Or is it just isolated incidents?
BRYCE ON SOCIETY
When did cheating become an acceptable form of behavior? Did I miss the memo? According to the Educational Testing Service (ETS) and the Ad Council, “73% of all test takers, including prospective graduate students and teachers agree that most students do cheat at some point, and 86% of high school students agreed.” Translation: cheating has reached pandemic proportions and is now an inherent part of the American culture.
It may start out innocently, but cheating rapidly becomes a lifestyle. We can now find it on school tests and exams, plagiarism, cheating on our taxes, etc. I have a friend who teaches illustration at a Midwest college. Recently he told me his students were copying the illustrations of other students as found on the Internet. My friend rightfully resents being turned from a full-time instructor, to a part-time sleuth to determine if his students are doing original work. I have heard of college students copying term papers, but artwork?
Students are also hacking into school computers to gain access to exams and alter grades and scores. A prime example of this was recorded last month in Los Angeles where eleven high school students were caught hacking into the school’s computers. Subsequently, they were expelled. This scandal captured the attention of the press, as well as the FBI who joined the investigation.
Cheating has also extended into the military where scandals have recently emerged, such as the Navy sailors who stand accused of cheating on tests training for nuclear reactors. Likewise, the Air Force discovered officers cheating on proficiency tests to launch nuclear weapons. These stories are particularly disturbing when you consider these people are managing our military nuclear resources. Obviously, we want people who can be trusted and are proficient in these positions, not someone of questionable character.
In the Information Technology community, it is not uncommon for employees to hack and steal program source code, thereby expediting the production of programming. This occurs so often, it is now considered SOP in many companies. Such attitudes obviously present a threat to intellectual property and a disregard for our laws pertaining to copyrights, patents, trade secrets, and trademarks. Frankly, it is a violation of the “Copyright Clause” of the Constitution (Article I, Section 8, Clause 8) whereby, “To promote the Progress of Science and useful Arts, by securing for limited Times to Authors and Inventors the exclusive Right to their respective Writings and Discoveries.” From this perspective, cheating is unpatriotic.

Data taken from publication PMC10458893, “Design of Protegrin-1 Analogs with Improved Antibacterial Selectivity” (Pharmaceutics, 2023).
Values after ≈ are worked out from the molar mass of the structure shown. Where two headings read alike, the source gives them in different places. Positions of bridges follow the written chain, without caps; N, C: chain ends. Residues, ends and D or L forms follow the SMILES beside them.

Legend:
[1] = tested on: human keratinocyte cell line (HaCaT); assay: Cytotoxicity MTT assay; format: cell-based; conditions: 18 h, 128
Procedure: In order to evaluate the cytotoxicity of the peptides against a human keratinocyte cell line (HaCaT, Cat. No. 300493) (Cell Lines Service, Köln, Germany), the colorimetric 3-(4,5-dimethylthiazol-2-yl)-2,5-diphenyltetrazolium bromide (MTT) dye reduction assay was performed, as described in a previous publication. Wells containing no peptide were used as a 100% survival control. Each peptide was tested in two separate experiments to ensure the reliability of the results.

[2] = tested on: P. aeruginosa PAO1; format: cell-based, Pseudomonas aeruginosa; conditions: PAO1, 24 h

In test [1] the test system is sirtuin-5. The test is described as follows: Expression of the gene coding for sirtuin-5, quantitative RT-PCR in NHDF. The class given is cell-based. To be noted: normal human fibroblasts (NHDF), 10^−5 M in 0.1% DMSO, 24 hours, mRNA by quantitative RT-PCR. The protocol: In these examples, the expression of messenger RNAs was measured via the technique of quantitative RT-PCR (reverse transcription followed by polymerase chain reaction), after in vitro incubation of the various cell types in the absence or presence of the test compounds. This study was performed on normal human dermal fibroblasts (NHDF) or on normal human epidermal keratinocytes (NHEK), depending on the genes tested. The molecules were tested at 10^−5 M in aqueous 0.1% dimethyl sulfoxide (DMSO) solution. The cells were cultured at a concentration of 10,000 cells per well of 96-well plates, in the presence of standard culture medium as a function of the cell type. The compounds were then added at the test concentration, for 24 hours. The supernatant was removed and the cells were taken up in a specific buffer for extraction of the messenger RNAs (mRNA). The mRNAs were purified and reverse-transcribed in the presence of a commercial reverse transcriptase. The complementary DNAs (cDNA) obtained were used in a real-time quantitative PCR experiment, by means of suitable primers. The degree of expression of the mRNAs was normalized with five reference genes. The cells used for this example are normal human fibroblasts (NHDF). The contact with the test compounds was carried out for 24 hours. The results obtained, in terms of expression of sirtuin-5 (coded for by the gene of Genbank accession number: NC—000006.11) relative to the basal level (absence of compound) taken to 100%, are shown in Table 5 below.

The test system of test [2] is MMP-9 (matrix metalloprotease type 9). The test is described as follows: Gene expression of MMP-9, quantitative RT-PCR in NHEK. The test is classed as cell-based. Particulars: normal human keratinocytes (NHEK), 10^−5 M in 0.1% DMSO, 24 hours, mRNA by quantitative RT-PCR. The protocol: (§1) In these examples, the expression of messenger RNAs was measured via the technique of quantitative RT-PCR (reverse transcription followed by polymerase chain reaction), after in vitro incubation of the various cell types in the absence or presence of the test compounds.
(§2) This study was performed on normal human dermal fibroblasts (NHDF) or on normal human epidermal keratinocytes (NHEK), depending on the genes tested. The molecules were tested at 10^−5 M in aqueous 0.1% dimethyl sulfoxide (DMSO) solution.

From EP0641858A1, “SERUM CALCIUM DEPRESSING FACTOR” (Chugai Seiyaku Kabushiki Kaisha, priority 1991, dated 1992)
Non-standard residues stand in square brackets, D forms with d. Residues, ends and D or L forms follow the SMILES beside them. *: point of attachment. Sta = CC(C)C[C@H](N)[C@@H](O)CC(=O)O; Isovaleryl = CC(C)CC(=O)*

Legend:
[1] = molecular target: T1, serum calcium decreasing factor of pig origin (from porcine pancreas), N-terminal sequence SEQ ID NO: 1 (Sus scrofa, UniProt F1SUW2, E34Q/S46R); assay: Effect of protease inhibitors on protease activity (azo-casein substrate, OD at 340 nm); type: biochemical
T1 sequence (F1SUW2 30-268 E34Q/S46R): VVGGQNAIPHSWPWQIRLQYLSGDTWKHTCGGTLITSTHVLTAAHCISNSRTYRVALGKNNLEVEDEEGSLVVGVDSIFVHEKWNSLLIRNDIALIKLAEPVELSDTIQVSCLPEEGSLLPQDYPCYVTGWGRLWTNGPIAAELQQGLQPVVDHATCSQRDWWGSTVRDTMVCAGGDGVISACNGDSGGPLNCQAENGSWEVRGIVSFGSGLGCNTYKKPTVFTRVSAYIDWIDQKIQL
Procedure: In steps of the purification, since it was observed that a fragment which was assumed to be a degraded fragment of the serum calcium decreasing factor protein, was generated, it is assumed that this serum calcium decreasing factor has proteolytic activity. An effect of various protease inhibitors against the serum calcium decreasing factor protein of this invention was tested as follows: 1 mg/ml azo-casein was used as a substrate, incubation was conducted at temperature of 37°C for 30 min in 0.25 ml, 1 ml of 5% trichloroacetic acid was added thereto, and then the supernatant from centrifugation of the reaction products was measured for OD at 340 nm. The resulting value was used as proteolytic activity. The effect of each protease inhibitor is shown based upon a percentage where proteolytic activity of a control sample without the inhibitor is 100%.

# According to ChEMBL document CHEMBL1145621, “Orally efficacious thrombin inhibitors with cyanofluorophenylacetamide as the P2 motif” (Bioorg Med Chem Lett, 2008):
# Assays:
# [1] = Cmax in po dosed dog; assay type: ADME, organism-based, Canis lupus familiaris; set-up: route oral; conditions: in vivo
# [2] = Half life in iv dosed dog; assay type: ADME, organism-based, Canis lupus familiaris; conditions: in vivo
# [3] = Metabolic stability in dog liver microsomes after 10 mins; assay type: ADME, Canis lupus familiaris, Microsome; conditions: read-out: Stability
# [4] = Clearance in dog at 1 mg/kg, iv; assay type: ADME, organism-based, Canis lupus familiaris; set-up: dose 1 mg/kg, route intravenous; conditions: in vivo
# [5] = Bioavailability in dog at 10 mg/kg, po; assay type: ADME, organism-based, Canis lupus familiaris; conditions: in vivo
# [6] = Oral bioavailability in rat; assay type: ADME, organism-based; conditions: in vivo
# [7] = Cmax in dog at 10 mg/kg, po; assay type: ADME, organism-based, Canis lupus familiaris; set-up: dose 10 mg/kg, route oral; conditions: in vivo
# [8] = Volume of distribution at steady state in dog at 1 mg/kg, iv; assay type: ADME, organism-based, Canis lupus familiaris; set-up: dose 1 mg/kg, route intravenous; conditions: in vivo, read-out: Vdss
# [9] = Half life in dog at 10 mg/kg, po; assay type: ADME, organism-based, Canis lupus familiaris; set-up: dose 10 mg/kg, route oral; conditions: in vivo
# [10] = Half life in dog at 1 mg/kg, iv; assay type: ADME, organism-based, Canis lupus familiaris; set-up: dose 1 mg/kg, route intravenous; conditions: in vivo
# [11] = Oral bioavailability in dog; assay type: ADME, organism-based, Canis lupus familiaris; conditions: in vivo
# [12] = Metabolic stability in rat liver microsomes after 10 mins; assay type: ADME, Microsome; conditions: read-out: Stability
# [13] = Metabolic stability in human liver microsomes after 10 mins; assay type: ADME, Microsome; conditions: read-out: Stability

If caught, cheating results in a variety of penalties, be it a fine, a suspension, an expulsion, etc., all of which becomes a part of a person’s permanent record, and I do not believe young people understand this until it is too late. Perhaps the biggest danger is it may do irreparable harm to a person’s reputation. To illustrate, I know of a student who, after graduating from college, produced a resume with false college scores to secure a well paying job. Remarkably, he was caught by the employer who pressed charges against him. Even though the matter was settled nearly forty years ago, his High School classmates have not forgotten and whisper about it at reunions, even to this day. In the eyes of the other students, his reputation remains in tatters.
Cheating ultimately denotes a person’s character; is he honest and capable of performing the work, or incompetent and inclined to cut corners? Even though cheating appears to be on the rise, evidently there is little shame in getting caught. Perhaps it is a new twisted red badge of courage awarded to those who somehow beat the system. If we are to believe the recent cheating statistics and scandals, we can reasonably conclude there is no longer any disgrace in cheating, and it will likely continue unabated. All of this reveals the declining moral values of the country.
Perhaps the only way to stop cheating is to make the punishments more severe. If shame cannot deter people, perhaps stiffer penalties are in order. Such should rightfully be the price of cheating.
Keep the Faith!
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Tim Bryce is a writer and the Managing Director of M&JB Investment Company (M&JB) of Palm Harbor, Florida and has over 30 years of experience in the management consulting field. He can be reached at email@example.com
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Copyright © 2014 by Tim Bryce. All rights reserved.
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